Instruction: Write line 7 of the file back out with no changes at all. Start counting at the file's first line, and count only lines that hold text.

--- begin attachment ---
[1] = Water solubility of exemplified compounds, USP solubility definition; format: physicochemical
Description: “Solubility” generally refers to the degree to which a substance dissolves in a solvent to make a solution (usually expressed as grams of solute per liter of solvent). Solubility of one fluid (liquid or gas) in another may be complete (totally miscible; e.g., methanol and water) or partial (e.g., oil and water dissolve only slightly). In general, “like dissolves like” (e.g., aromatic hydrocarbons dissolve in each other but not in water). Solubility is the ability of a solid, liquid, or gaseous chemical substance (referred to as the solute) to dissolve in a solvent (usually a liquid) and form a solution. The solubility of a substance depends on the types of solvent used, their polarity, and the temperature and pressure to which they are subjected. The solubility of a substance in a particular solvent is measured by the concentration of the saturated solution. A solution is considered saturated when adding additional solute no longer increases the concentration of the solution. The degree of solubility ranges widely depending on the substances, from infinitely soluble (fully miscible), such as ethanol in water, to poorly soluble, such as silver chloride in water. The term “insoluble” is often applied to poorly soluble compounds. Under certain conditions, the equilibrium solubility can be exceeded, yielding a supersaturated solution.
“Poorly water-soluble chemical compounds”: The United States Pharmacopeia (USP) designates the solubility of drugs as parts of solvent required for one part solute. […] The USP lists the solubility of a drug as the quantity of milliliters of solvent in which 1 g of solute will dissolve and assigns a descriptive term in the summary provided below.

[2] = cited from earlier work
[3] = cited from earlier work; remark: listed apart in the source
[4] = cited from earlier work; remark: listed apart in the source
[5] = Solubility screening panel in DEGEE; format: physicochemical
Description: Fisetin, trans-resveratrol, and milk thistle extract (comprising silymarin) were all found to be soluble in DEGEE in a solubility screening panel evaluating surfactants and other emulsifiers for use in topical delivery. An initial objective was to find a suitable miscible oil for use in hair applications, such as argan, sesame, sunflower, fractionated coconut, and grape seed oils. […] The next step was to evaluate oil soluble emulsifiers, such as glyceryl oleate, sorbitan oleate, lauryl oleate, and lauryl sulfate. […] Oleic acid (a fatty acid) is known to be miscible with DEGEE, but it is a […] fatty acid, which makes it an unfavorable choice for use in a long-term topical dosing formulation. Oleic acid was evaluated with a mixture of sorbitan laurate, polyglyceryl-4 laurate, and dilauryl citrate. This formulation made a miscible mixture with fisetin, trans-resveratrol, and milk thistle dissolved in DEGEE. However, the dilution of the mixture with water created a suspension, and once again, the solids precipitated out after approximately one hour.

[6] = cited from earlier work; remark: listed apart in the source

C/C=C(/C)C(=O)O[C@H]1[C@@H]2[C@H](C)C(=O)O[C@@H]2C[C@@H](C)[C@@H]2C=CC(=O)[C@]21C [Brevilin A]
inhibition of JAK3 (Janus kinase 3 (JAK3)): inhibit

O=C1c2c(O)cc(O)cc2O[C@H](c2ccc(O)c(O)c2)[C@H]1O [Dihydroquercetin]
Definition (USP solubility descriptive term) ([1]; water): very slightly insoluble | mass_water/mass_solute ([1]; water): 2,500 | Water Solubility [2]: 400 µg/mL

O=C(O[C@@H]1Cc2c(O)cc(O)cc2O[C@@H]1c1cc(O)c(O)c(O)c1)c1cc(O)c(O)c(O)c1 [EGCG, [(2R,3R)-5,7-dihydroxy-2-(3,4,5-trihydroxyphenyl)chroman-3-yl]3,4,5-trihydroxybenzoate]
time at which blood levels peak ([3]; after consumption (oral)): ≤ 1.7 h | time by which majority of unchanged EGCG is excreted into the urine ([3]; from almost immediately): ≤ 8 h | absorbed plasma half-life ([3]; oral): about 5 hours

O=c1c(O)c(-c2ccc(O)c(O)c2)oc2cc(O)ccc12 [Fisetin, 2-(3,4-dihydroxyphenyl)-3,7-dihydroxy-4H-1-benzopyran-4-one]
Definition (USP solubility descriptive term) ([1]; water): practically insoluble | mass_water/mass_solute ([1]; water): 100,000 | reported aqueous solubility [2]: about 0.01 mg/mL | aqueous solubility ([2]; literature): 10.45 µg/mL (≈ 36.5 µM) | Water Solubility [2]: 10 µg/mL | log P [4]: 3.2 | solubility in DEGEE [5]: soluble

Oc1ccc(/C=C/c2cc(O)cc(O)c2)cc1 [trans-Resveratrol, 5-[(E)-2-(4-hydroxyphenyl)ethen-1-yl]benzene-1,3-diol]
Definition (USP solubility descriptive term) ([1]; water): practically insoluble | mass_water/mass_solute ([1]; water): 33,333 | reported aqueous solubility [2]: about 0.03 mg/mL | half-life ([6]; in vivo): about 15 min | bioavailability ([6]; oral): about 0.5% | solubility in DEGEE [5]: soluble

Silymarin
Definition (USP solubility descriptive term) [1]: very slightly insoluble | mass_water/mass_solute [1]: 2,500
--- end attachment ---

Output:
[5] = Solubility screening panel in DEGEE; format: physicochemical